Tighter inter-group lending norms

To address concerns over double financing and conflict of interest in lending and investment in group entities, the RBI has brought in tougher rules. Essentially, an HFC can either lend to construction companies within its group or to homebuyers purchasing from the projects of construction companies. If the HFC takes an exposure in its group entities (lending and investment), such exposure cannot be more than 15 per cent of owned fund for a single entity (25 per cent for group).


In terms of listed players, there could be some impact of this regulation on Indiabulls Housing – Indiabulls Real Estate another group entity is into residential and commercial real estate development.

The rules are, however, silent on the dealing with conflict of interest arising out of other financial entities sponsoring HFCs – Can Fin Homes (Canara Bank holding 30 per cent), PNB Housing Finance (PNB holding 32.6 per cent), LIC Housing Finance (LIC holding 40.3 per cent). We believe that the RBI may have to address such cross holdings and conflict of interest, too, in the near future.

Harmonising other rules

The RBI has also sought to align the liquidity framework and liquidity coverage ratio (LCR) of NBFCs with HFCs and the Income Recognition, Asset Classification and Provisioning (IRACP) norms (aside from securitisation, loan against shares, outsourcing financial services, and no foreclosure charges on floating rate loans).

On the liquidity front, post the IL&FS and DHFL crisis, many HFCs have fine-tuned their ALM profiles (asset liability management) and have sufficient liquidity. Hence, adopting the liquidity framework and LCR norms (in a phased manner) may not have any significant impact. Of course, there could be some marginal impact on margins as HFCs will have to mandatorily set aside funds in non-interest earning cash assets.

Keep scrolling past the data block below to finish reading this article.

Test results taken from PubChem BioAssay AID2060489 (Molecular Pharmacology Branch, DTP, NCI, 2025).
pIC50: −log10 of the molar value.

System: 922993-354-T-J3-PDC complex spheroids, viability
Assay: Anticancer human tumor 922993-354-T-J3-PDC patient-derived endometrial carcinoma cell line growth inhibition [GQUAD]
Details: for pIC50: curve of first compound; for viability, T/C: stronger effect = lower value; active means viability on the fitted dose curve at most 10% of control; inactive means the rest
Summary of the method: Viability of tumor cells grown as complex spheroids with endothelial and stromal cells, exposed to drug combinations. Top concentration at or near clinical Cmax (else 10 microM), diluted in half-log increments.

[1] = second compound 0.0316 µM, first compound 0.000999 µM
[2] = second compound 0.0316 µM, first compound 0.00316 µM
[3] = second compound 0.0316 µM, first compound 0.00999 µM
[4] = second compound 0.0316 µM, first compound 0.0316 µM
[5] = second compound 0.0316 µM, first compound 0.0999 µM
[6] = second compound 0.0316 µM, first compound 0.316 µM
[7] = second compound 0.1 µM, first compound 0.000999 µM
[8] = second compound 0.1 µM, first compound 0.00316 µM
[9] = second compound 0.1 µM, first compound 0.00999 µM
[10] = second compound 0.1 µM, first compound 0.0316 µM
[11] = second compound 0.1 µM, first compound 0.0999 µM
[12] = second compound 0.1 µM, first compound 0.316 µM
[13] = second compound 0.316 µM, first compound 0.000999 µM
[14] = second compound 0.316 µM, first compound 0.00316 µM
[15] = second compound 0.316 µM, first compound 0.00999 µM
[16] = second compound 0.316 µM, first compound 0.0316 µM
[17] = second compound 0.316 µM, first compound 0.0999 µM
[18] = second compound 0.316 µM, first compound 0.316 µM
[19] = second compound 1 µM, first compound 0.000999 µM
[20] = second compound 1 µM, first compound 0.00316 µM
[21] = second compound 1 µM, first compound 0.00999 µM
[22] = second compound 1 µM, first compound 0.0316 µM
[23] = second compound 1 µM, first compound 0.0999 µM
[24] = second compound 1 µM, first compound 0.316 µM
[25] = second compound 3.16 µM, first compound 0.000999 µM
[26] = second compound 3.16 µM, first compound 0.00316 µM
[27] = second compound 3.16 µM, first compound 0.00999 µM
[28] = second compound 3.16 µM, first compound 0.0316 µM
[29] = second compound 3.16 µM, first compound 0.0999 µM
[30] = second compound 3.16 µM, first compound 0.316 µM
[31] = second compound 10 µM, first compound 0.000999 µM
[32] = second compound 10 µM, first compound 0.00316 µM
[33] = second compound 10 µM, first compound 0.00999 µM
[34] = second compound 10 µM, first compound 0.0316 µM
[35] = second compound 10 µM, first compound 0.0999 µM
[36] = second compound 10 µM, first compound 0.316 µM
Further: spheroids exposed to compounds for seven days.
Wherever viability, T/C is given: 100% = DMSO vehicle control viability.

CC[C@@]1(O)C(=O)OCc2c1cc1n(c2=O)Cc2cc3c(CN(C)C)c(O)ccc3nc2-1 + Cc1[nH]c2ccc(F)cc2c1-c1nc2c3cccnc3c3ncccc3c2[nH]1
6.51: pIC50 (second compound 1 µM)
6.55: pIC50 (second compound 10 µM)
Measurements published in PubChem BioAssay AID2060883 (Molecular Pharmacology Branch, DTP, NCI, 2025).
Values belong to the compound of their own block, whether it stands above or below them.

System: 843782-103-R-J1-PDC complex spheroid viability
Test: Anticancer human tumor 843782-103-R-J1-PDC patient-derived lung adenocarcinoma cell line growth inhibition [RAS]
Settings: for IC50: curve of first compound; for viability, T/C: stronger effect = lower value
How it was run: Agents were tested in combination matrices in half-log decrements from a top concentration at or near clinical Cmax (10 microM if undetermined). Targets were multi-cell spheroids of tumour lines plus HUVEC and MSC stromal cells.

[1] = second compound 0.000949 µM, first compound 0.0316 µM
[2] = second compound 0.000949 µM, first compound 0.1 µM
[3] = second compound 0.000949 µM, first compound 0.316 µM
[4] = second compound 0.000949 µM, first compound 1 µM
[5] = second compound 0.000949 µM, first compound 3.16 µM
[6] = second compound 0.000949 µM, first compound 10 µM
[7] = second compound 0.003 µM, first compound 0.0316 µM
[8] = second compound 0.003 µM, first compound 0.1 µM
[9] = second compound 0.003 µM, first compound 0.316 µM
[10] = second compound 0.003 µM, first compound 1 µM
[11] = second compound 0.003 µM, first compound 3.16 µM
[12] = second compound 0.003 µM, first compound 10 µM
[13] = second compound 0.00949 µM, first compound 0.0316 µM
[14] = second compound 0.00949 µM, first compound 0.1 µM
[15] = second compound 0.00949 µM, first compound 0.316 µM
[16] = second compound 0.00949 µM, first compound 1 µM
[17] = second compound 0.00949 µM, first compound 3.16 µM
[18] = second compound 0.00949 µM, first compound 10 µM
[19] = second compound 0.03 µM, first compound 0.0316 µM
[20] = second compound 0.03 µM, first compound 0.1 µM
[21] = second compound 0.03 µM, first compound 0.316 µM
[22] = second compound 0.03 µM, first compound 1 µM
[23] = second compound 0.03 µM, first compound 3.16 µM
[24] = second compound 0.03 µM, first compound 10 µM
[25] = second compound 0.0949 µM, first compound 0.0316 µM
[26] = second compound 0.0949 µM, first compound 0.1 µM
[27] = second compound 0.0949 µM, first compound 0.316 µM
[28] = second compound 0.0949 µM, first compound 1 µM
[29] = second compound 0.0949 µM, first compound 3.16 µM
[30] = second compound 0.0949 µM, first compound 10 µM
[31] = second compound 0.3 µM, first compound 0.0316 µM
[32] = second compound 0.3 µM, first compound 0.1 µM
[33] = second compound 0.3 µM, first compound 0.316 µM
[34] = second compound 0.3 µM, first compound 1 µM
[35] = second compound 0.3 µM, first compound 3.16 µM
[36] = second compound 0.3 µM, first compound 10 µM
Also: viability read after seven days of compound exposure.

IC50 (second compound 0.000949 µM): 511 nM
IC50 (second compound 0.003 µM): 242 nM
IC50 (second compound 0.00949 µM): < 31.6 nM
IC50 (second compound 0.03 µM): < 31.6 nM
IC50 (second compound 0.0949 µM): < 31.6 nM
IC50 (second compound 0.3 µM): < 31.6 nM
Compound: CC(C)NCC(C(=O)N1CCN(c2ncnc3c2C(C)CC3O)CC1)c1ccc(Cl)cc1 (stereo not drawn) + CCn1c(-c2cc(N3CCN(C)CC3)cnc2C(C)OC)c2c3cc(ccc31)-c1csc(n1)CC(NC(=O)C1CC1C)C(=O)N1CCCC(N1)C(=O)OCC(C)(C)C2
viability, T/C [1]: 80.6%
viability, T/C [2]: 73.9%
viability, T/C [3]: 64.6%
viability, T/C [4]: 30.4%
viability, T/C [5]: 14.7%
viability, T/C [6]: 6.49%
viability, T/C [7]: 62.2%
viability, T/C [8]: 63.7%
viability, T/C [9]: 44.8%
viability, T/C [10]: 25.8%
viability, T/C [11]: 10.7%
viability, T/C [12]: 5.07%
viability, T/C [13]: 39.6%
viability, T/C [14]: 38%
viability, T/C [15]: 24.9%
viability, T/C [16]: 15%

On the IRACP front (harmonising over two to three years), given that the current ECL (expected credit loss) approach that HFCs follow requires them to hold higher provisions, moving to the RBI-prescribed asset classification and provisioning norms, based on 90-day past-due concept, will be no issue. Ind AS ECL approach is forward-looking. It follows a three-stage approach, under which provisioning is measured either on ‘12-month ECL’ (performing assets) or ‘Lifetime ECL’ (under-performing or non-performing assets). HFCs (under Ind AS) have to provide for loss, not only based on their historical loss experience, but also by factoring in future expectations.

In the case of public deposits, there is a difference in the ceiling on the quantum of deposits (3 times net owned funds for HFCs against 1.5 times for NBFCs). This is again proposed to be aligned over the next two to three years. Currently, PNB Housing Finance has a deposit base of around ₹16,500 crore, which is about two times its net worth. HDFC has deposits of about ₹1.32 lakh crore, which is 1.5 times its net worth.

Published on June 18, 2020